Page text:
In State v. Barton, the Washington Supreme Court examined the mandate found in Article I, section 20 of the Washington State Constitution that criminal defendants “shall be bailable by sufficient sureties.”  The Court interpreted the phrase to mean that a criminal defendant has the right to make bail by using a surety, i.e., a third … Continue Reading

In Renters v. Landlords, the County Clerk Wins

Renters want to vindicate their rights without fear of retaliation.  Landlords want to know as much as they can about the people who seek to live in their property.  In Hundtofte v. Encarnacion a fractured Supreme Court resolved a conflict between those two impulses in favor of the landlords.  Renters can force their landlord to … Continue Reading

Washington Won’t Second Guess Your Out of State Conviction.

In State v. Jordan, a unanimous Washington Supreme Court ruled that a trial court properly increased a defendant’s prison sentence because he had been previously convicted of manslaughter in Texas, even though Washington has more forgiving self-defense laws than Texas.   The court held that sentencing judges may properly consider the fact that a defendant was … Continue Reading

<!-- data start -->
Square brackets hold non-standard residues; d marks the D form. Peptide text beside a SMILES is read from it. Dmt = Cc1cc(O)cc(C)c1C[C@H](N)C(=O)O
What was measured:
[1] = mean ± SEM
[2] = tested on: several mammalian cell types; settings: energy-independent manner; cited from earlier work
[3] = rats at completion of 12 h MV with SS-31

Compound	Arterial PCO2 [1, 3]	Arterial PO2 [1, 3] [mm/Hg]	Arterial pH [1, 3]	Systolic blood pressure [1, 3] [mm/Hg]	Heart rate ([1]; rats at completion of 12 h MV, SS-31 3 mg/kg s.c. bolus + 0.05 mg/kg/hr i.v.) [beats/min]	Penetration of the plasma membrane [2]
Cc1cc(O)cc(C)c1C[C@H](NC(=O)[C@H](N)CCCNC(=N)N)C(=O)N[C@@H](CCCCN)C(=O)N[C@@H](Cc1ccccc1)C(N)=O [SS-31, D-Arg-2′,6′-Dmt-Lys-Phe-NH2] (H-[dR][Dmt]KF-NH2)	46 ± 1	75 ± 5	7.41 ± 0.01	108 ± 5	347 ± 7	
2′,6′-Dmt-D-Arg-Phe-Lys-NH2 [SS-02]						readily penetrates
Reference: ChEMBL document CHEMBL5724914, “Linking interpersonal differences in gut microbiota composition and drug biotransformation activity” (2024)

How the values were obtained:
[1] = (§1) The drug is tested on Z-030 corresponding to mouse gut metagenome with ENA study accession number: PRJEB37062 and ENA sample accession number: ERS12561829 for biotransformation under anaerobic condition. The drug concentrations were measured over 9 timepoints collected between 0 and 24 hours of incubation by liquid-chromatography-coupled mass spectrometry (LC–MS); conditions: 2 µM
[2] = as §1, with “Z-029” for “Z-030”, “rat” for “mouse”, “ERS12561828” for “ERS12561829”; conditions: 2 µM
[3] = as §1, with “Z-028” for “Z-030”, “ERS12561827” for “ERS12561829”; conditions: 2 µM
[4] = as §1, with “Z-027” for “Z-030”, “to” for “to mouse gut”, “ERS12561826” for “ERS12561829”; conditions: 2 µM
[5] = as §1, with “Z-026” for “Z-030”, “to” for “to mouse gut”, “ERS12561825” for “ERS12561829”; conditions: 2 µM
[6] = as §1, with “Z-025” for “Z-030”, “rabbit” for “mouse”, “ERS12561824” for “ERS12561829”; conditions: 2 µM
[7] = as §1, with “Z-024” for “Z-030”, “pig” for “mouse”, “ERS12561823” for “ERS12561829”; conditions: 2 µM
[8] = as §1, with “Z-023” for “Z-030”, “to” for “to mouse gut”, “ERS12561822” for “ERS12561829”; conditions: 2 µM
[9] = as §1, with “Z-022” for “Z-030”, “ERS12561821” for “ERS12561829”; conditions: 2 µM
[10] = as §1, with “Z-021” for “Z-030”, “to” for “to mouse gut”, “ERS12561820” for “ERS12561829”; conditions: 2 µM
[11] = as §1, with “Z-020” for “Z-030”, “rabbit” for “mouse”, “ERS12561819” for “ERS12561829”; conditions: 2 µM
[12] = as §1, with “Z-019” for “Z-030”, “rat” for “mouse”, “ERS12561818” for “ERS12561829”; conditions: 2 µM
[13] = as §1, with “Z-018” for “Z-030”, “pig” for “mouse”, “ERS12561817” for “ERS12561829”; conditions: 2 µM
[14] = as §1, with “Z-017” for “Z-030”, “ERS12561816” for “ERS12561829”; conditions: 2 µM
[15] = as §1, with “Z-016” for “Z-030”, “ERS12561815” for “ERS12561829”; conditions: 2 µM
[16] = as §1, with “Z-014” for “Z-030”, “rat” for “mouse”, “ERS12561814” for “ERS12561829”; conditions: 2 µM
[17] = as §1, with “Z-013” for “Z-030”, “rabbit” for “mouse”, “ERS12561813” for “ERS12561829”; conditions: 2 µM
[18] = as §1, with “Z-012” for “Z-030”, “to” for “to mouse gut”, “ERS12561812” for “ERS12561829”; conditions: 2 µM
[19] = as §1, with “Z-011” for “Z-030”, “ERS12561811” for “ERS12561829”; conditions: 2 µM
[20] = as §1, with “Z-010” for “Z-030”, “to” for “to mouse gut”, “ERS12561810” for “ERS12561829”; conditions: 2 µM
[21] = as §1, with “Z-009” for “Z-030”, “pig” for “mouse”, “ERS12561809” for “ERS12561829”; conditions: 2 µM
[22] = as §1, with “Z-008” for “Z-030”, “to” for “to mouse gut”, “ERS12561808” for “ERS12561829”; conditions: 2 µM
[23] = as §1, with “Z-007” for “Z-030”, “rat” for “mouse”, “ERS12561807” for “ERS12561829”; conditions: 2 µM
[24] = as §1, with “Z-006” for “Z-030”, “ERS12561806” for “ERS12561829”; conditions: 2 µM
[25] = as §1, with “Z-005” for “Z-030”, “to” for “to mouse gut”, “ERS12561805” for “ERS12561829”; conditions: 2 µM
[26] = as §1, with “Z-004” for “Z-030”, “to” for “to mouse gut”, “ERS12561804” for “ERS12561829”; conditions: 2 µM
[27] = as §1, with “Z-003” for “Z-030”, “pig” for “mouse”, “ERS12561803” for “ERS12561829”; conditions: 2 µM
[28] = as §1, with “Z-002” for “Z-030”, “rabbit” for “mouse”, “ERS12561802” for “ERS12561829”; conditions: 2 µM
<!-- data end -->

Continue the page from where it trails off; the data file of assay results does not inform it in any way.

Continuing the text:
State v. Franklin – State Supreme Court Divided Over Discretion

In State v. Andre Luis Franklin, five State Supreme Court justices reversed a defendant’s convictions after concluding the trial court erred in excluding evidence to further the defendant’s “other suspect” defense.  The defendant, Franklin, was in pseudo-relationships with two different women, Hibbler and Fuerte, and the women had a history of jealousy with one another.  … Continue Reading